Friday 27 November 2015

Birthday treats - Roderick Williams, Ashley Solomons and Florilegium at the Wigmore Hall

Ashley Solomon & Florilegium
Ashley Solomon & Florilegium
Buxtehude, Tunder, Biber, Bach, Telemann; Roderick Williams, Florilegium (director Ashley Solomon); Wigmore Hall
Reviewed by Ruth Hansford on Nov 25 2015
Star rating: 4.5

A Baroque 'Schubertiade' to help celebrate a birthday and an anniversary

Florilegium, director Ashley Solomon, are approaching their 25th anniversary and baritone Roderick Williams is celebrating his 50th with a number of appearances at the Wigmore. This concert of 17th and 18th century music at the Wigmore Hall on 25 November 2015 was birthday treats all round, with music by Buxtehude, Tunder, Biber, Bach and Telemann including Bach's cantata Ich habe genug BWV82

Roderick Williams
Roderick Williams
The programme was very varied, in the style of a Baroque 'Schubertiade', and just as intimate. We started off with Buxtehude’s Venetian-influenced sonata scored for two violins, viola and viola da gamba with extensive use of double-stopping making for a richer texture. Buxtehude’s father-in-law Franz Tunder came next, with two settings of 17th-century devotional texts for bass voice and strings. These pieces showed the influence of Monteverdi with their hypnotic repetitions of the text and the sense of space. Roderick Williams’ rock-solid technique showed no sign of strain in the subterranean low notes and he travelled seamlessly through the registers of his rich and flexible baritone. We also had a foretaste of the exquisite phrasing he was to use in the Bach in the second half.

Between the two Tunder pieces was Biber’s Serenada, another work commissioned for the court (in this case Koměřiž), with its varied dance movements including the eccentric pizzicato Ciacona. Williams, standing in for the violone player asked for in the score, entered stage right as the Night Watchman, to tell us it was nine o’clock and all’s well, crossed over to tell us it was ten o’clock and exiting stage left. We were certainly given a vivid picture of life in 17th-century Middle Europe as we watched these consummate musicians enjoying playing music they loved and making us feel we were all at the same party.

After the interval the clock went forward by several decades: Florilegium danced their way through Bach’s sunny Trio Sonata in G that felt like a mini-Brandenburg. Telemann’s Concerto in D for flute had a breezy, uncomplicated feel, opening mysteriously and ending with a raucous peasant dance. We were a hop, skip and a jump away from Haydn at Esterházy.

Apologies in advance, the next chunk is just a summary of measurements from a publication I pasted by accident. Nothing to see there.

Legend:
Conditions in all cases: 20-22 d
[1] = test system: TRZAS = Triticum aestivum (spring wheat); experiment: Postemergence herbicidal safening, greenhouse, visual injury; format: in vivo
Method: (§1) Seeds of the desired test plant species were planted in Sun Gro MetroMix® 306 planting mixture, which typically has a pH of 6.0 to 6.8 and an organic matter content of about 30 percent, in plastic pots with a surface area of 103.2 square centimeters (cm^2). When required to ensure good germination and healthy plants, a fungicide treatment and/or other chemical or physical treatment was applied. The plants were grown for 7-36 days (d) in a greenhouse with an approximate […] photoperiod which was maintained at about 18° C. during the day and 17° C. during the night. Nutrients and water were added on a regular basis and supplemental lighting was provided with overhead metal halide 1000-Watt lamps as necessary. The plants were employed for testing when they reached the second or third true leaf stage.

The final piece on the official programme was Bach’s Cantata 82 Ich habe genug, sung off-copy by Williams, its tessitura much higher than in the first half, and sung with pin-point coloratura that you never felt was done for its own sake. The duet with Alexandra Bellamy’s oboe and the pulsing of the continuo were mesmerising and Williams made every word, every repetition (every ‘Ach!’) mean something different and sincere. He is a masterful storyteller and looked at every individual in the audience whilst keeping perfectly poised throughout. And the instruments – described by Diapason magazine as 'poets and magicians' – singing along.

We suspected we were in for another treat because of the tell-tale spare music stand on stage and the absence of a flute part in the Bach. Ashley Solomon came on to reassure us that he had in fact found a Cantata with an aria for bass, winds and continuo: No 181 Leichtgesinnter Flattergeister, flighty and fun, and a perfect end to a lovely, uplifting concert.
Reviewed by Ruth Hansford

Dietrich Buxtehude (c.1637-1707) Sonata in C BuxWV266; Franz Tunder (1614-1667) Da mihi, Domine; Heinrich Biber (1644-1704) Serenada a 5 'Der Nachtwächter'; Franz Tunder O Jesu dulcissime; JS Bach (1685-1750) Trio Sonata in G major BWV1038; Georg Phillipp Telemann (1681-1767) Concerto in D for flute, violin and strings TWV51:D2; JS Bach Ich habe genug BWV82

Ashley Solomon (Director) - flute
Alexandra Bellamy – oboe
Catherine Martin – violin 1
Jean Paterson – violin 2
Ylvali Zilliacus – viola
Reiko Ichise – viola da gamba
Jennifer Morsches – cello
Carina Cosgrave – bass
Terence Charlston – harpsichord/chamber organ
Roderick Williams - baritone

Elsewhere on this blog:

No comments:

Post a Comment

Popular Posts this month